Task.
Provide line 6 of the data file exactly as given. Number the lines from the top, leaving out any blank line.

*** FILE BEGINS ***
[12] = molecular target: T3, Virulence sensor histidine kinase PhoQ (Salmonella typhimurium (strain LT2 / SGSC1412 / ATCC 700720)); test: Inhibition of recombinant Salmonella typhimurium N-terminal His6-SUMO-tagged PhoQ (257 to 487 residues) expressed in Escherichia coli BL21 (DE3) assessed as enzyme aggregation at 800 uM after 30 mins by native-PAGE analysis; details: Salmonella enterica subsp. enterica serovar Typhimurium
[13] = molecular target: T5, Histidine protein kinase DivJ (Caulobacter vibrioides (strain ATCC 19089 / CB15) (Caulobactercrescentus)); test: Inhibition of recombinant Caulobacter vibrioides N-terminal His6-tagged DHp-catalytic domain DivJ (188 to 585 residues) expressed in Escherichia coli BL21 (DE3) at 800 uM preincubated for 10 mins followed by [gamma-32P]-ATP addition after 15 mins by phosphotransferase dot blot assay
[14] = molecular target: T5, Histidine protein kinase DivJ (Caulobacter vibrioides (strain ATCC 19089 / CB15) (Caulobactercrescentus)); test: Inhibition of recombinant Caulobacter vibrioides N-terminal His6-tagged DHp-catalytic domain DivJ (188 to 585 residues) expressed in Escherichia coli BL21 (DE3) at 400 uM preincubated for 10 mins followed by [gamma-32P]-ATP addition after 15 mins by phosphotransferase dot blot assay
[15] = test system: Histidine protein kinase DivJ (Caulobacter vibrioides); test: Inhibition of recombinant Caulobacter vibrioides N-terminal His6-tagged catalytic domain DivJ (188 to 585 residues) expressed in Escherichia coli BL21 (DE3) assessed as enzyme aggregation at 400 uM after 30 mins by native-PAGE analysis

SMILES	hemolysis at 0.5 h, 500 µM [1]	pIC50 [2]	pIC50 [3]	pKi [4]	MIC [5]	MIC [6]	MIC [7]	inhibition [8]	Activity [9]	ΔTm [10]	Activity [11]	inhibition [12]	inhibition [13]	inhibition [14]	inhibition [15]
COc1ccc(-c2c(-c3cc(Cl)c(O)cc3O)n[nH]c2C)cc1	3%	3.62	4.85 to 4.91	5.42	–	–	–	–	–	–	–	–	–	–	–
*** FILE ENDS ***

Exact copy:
COc1ccc(-c2c(-c3cc(Cl)c(O)cc3O)n[nH]c2C)cc1	3%	3.62	4.85 to 4.91	5.42	–	–	–	–	–	–	–	–	–	–	–